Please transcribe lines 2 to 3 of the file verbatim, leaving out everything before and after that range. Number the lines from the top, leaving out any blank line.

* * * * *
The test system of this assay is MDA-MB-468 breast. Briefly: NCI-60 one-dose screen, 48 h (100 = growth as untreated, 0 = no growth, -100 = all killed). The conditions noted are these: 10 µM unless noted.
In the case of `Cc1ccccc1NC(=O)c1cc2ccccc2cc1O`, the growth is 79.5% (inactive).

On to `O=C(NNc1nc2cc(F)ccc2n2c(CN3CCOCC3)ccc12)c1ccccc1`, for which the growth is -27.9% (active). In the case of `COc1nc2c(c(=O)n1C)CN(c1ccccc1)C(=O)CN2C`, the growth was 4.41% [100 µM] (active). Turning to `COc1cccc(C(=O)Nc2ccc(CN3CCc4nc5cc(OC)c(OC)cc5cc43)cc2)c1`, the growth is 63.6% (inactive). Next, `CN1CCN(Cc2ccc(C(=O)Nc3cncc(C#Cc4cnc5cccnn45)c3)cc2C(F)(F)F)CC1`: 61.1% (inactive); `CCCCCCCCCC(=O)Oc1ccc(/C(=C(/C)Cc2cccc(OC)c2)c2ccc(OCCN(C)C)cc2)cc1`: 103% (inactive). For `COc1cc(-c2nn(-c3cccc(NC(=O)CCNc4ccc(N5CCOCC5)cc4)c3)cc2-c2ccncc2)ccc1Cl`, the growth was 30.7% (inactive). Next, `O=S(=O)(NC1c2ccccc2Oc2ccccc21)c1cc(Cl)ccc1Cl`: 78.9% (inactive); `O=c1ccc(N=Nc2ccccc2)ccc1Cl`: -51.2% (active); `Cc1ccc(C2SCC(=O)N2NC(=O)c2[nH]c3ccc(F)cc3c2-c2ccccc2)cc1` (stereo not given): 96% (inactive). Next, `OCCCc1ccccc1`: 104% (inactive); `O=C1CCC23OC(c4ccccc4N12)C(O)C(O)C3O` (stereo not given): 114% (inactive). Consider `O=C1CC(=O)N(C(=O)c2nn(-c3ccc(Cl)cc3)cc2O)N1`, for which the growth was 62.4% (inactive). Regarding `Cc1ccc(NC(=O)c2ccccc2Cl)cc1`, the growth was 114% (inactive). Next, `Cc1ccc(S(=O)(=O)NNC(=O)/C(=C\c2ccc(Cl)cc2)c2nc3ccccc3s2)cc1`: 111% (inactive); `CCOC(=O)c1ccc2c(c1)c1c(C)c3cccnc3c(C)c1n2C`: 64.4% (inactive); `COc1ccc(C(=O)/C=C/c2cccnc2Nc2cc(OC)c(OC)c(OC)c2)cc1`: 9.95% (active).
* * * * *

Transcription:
In the case of `Cc1ccccc1NC(=O)c1cc2ccccc2cc1O`, the growth is 79.5% (inactive).

On to `O=C(NNc1nc2cc(F)ccc2n2c(CN3CCOCC3)ccc12)c1ccccc1`, for which the growth is -27.9% (active). In the case of `COc1nc2c(c(=O)n1C)CN(c1ccccc1)C(=O)CN2C`, the growth was 4.41% [100 µM] (active). Turning to `COc1cccc(C(=O)Nc2ccc(CN3CCc4nc5cc(OC)c(OC)cc5cc43)cc2)c1`, the growth is 63.6% (inactive). Next, `CN1CCN(Cc2ccc(C(=O)Nc3cncc(C#Cc4cnc5cccnn45)c3)cc2C(F)(F)F)CC1`: 61.1% (inactive); `CCCCCCCCCC(=O)Oc1ccc(/C(=C(/C)Cc2cccc(OC)c2)c2ccc(OCCN(C)C)cc2)cc1`: 103% (inactive). For `COc1cc(-c2nn(-c3cccc(NC(=O)CCNc4ccc(N5CCOCC5)cc4)c3)cc2-c2ccncc2)ccc1Cl`, the growth was 30.7% (inactive). Next, `O=S(=O)(NC1c2ccccc2Oc2ccccc21)c1cc(Cl)ccc1Cl`: 78.9% (inactive); `O=c1ccc(N=Nc2ccccc2)ccc1Cl`: -51.2% (active); `Cc1ccc(C2SCC(=O)N2NC(=O)c2[nH]c3ccc(F)cc3c2-c2ccccc2)cc1` (stereo not given): 96% (inactive). Next, `OCCCc1ccccc1`: 104% (inactive); `O=C1CCC23OC(c4ccccc4N12)C(O)C(O)C3O` (stereo not given): 114% (inactive). Consider `O=C1CC(=O)N(C(=O)c2nn(-c3ccc(Cl)cc3)cc2O)N1`, for which the growth was 62.4% (inactive). Regarding `Cc1ccc(NC(=O)c2ccccc2Cl)cc1`, the growth was 114% (inactive). Next, `Cc1ccc(S(=O)(=O)NNC(=O)/C(=C\c2ccc(Cl)cc2)c2nc3ccccc3s2)cc1`: 111% (inactive); `CCOC(=O)c1ccc2c(c1)c1c(C)c3cccnc3c(C)c1n2C`: 64.4% (inactive); `COc1ccc(C(=O)/C=C/c2cccnc2Nc2cc(OC)c(OC)c(OC)c2)cc1`: 9.95% (active).